Archive for the 'Karl Marlantes' Tag
I encourage you to spend forty-eight minutes of your day listening to author Karl Marlantes talk about war. Many of you are already familiar with his work. For those who are not, here is a short bio: Marlantes is a Yale graduate and Rhodes Scholar. After a year at Oxford, he left, joined the Marines, and was then in some of the worst fighting of the
Vietnam War. He was awarded the Navy Cross for assaulting a hilltop bunker occupied by the NVA. Here is a part of his citation:
“While continuing to function effectively in his primary billet, First Lieutenant Marlantes skillfully combined and reorganized the remaining members of two platoons, and on 6 March initiated an aggressive assault up a hill, the top of which was controlled by a hostile unit occupying well-fortified bunkers. Under First Lieutenant Marlantes’ dynamic leadership, the attack gained momentum which carried it up the slope and through several enemy emplacements before the surprised North Vietnamese force was able to muster determined resistance. Delivering a heavy volume of fire, the enemy temporarily pinned down the friendly unit. First Lieutenant Marlantes, completely disregarding his own safety, charged across the fire-swept terrain to storm four bunkers in succession, completely destroying them. While thus engaged, he was seriously wounded, but steadfastly refusing medical attention, continued to lead his men until the objective was secured, a perimeter defense established, and all other casualties medically evacuated.”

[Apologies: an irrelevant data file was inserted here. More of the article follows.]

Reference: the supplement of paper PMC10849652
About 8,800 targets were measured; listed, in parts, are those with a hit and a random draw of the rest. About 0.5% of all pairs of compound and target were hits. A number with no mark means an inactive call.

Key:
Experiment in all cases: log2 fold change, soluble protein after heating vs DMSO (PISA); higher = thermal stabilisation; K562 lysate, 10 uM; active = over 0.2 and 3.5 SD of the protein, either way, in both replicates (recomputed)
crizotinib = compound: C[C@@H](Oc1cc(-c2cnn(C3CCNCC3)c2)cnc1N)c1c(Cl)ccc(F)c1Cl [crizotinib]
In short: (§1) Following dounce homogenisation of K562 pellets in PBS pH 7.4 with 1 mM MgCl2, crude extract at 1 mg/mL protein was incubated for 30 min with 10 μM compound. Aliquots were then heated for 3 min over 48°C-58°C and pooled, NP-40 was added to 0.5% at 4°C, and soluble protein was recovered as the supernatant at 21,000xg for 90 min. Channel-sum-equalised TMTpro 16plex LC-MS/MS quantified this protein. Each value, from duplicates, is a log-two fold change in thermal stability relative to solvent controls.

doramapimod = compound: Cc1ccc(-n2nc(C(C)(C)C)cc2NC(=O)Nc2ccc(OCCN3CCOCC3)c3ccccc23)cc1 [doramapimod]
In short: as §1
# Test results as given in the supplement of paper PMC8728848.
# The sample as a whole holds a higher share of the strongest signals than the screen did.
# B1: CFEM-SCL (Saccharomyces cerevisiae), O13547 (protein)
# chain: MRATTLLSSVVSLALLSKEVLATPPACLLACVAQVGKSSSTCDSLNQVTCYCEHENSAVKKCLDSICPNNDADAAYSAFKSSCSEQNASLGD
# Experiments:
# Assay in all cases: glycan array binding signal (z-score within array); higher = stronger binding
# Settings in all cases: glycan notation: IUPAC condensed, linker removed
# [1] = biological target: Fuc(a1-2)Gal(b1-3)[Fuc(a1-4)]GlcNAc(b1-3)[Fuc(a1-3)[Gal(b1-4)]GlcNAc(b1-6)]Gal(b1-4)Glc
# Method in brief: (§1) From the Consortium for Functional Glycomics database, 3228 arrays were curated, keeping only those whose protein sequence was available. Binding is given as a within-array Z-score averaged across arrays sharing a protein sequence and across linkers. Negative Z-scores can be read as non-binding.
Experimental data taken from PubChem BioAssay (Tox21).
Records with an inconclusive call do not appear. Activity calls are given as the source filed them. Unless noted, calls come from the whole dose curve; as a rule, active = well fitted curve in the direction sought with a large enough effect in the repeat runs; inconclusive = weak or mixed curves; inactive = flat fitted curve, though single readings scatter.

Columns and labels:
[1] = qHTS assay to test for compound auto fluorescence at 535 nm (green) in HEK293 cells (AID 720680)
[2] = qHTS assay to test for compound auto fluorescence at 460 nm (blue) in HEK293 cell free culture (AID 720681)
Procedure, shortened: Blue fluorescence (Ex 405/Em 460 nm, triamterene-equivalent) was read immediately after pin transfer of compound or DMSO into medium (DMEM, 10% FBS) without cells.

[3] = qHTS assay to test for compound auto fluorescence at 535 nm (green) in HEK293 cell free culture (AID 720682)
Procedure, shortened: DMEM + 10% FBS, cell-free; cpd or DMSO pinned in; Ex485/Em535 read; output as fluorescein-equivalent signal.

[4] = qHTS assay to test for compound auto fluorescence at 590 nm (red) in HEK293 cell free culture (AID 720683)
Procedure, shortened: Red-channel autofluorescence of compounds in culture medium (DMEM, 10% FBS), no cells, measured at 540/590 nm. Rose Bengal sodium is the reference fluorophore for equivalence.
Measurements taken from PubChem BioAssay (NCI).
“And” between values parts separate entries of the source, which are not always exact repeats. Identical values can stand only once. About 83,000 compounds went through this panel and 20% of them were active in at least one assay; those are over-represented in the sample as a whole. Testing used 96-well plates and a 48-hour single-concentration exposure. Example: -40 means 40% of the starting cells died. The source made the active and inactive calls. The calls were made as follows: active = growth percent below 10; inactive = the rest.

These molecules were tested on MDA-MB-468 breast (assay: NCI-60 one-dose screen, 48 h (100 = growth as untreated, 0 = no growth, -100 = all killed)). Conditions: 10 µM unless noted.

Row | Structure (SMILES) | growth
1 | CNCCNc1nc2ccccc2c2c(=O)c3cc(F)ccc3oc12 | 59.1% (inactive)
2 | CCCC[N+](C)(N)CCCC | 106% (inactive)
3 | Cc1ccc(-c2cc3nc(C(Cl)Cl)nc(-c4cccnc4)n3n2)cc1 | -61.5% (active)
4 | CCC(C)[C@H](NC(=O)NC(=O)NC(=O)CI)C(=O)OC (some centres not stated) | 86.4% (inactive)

Years later, he wrote Matterhorn — a fictional account of his experiences as a platoon leader in Vietnam. I read his second book, What It Is Like to Go To War, while deployed in 2011. After reading it, I handed my copy to our senior chaplain. As a chaplain that spent considerable time with Marines in Iraq, and seeing some of the worst combat of Operation Iraqi Freedom, I thought he would get something out of it. Two days later he came up to me and asked me if he could keep my copy. He ended up buying me a replacement copy when we pulled into Singapore. It not only spoke to the power of his book, but it was a reminder that books can make an incredible gift.
Recently, Marlantes came to the US Naval War College to speak to the students about war, ethics, his work, and many other topics. He was funny, insightful, and refreshingly honest. One of my friends, when leaving the auditorium, said, “That was one of the best Q&A’s I’ve heard this year.” Marlantes touches on some pertinent yet divisive topics that many of us are debating today: Should there be a draft? How do veterans assimilate back into society? Is it too easy for policy makers to use the military? And many others.
Take some time — watch it.
Like Karl Marlantes I was a rifle platoon commander in Vietnam, 1968-69, albeit with the 1st Marine Division. Like Karl Marlantes I was wounded twice, albeit I lost my left eye. Like Karl Marlantes I have been visited by ghosts of the past, and have wrestled demons, and prevailed. Like Karl Marlantes I now struggle to exorcise reoccurring apparitions from the past through writing. I remained in the Marine Corps as an infantry officer, albeit a one eyed infantry officer; and, have commanded, post-Vietnam, an infantry company through a Joint Task Force. I would like to meet Karl Marlantes.